Readers of this blog will realise that I tend to write on an ad hoc basis on various subjects as the fancy takes me. Unfortunately there’s nothing quite like having to write something to order to bring on a massive case of writers’ block so when I was asked to write a piece for the Church of England I ended up trawling the internet with the vague idea that other people’s AGM blogs might provide a starting point for mine.
The thing that struck me was that AGMs are very much a review of the past year and that Churches’ Mutual hasn’t even had a year, at least not a full one. Three hundred and forty-four days, fifteen hours and a few minutes ago I was in Church House packing away the debris of the official launch thinking “that’s it, now we have to get down to the business of being a credit union”. We had no members, no depositors and no borrowers and while we had lots of enthusiasm there were undoubtedly a lot of questions too.
Would people join? When the idea of a credit union for Church ministers, employees and trustees was first mooted (some eight years ago), the feedback was positive, but would that general level of interest translate into real live members? The answer to that one is yes it has. It was with great excitement we watched our first applications come through. We operate an online system that sends us an email every time someone joins and it was marvellous to open the mailbox and see twenty new applicants just on the first day and it is rare a day goes by without at least one new member. And yes, we do have a lot of members who are ordained ministers but we also have PCC members, and Elders, and Office staff and a membership that is as diverse as our churches.
The second question was will people save? On the 11th February 2015 the credit union had an empty balance sheet but since then 200 people have become Founder Members of the credit union investing an amazing £910,000 to add to the £386,000 in deferred shares held by our denominational partners big and small. We also gained 350 regular savers depositing an average of £40 a month into their accounts.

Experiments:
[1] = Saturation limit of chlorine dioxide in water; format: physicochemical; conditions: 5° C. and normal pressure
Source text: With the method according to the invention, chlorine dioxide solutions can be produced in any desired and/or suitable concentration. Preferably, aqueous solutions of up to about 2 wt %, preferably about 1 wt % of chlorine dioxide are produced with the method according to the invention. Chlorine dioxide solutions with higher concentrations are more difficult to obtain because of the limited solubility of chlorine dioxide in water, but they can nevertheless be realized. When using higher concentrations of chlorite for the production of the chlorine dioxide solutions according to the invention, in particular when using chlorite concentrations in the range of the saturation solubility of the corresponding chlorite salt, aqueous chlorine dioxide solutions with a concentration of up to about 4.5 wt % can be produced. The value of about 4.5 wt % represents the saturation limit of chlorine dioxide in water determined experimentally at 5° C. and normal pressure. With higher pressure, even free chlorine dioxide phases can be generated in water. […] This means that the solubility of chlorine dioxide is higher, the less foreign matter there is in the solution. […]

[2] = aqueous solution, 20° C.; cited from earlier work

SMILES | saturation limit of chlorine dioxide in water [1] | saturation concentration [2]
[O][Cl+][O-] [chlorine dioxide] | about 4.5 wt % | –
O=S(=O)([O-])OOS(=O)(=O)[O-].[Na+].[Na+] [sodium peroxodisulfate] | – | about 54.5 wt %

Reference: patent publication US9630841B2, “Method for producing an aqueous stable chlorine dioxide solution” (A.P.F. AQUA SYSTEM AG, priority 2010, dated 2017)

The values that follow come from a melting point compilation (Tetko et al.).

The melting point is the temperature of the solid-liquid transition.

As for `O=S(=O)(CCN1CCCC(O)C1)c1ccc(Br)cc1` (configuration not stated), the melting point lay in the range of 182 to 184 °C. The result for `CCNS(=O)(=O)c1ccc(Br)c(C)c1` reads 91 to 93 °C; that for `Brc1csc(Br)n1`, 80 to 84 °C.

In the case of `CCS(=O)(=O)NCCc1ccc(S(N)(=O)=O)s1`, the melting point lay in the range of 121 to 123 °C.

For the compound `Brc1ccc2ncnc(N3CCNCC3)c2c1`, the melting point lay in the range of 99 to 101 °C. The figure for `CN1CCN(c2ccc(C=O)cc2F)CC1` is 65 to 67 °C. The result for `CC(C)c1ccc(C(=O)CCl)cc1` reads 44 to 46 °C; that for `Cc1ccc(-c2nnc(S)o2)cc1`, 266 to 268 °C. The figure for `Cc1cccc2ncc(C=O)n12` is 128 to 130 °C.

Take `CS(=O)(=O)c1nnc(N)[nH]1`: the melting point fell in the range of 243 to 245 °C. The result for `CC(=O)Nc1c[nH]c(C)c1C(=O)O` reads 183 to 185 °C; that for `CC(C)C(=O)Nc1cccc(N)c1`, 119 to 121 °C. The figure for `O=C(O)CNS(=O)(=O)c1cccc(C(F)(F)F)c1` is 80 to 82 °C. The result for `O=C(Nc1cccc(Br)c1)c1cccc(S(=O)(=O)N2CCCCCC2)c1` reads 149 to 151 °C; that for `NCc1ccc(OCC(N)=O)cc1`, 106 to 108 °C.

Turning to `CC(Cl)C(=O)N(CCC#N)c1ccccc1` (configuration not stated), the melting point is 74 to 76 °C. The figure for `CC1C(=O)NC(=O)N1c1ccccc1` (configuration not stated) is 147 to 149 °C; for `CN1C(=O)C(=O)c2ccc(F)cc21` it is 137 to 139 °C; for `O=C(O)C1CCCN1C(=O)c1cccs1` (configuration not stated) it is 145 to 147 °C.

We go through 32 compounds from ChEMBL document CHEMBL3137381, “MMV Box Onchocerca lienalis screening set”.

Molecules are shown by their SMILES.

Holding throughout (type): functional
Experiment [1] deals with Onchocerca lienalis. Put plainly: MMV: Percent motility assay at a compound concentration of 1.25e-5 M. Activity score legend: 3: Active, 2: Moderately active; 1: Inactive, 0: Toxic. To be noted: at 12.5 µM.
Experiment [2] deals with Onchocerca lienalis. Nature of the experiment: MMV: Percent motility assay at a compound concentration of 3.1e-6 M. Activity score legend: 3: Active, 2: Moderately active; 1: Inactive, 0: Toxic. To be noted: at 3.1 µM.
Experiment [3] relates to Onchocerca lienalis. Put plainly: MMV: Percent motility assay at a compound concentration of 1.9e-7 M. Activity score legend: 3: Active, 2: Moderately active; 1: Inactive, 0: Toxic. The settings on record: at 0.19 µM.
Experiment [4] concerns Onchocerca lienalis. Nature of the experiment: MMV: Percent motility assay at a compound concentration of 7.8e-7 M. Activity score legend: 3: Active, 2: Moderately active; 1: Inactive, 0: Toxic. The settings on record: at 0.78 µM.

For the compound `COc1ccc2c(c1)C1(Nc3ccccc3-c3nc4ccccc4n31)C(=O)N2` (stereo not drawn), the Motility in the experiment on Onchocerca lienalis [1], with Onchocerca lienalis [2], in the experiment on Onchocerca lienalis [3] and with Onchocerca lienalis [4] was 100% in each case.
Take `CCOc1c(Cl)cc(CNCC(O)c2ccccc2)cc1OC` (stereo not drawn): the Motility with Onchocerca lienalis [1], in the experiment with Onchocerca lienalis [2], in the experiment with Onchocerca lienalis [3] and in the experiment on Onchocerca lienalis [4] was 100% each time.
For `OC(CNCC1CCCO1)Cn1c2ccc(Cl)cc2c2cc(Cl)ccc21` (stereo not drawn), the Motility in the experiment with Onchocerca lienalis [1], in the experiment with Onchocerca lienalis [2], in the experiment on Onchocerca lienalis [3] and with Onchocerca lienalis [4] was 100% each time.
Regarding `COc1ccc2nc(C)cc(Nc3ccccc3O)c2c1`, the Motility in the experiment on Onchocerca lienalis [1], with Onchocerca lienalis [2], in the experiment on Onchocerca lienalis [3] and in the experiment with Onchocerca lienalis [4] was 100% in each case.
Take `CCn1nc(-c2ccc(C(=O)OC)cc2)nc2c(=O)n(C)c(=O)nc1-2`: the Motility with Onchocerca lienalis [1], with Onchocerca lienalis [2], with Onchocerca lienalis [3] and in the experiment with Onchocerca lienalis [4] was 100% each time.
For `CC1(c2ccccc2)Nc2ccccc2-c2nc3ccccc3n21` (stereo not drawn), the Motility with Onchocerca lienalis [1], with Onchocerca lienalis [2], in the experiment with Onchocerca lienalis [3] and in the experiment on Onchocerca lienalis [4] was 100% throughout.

The next step was would people borrow? Not guaranteed with our perceived debt adverse client base but since May credit union loans have purchased 83 cars, 2 caravans and a motorbike. We have improved 7 homes and furnished 2 others and helped to pay for 1 wedding. We’ve also walked alongside 11 households in helping to turn unmanageable debt into affordable credit
The ultimate question for Churches’ Mutual Credit Union as we look back over our first (almost) year has to be ‘have we made a difference?’ Those of you who know something of the history of the founding of the credit union will know that it was a difficult and drawn out journey. Lessons learned and changes made as a result of our struggle have made it easier for other new credit unions to negotiate their way through the authorisation process.
But more importantly we are making a difference to the lives of our members so maybe the last word on the year should come from them:
“Often we don’t realise the weight of something that we have been carrying until the load is lightened in some way and we see the difference. We feel a huge sense of relief that things are moving forward for us in a manageable way. Please extend my thanks to all who have been involved in the decision to help us”.
“May I take this opportunity to sincerely thank you for your help, support and advice through this process? This is a truly wonderful initiative and has brought me and my family a huge sense of relief in what was a difficult time”.
“I am so pleased to have the opportunity to be part of the Credit Union Movement, I am so pleased to be part of Churches’ Mutual”.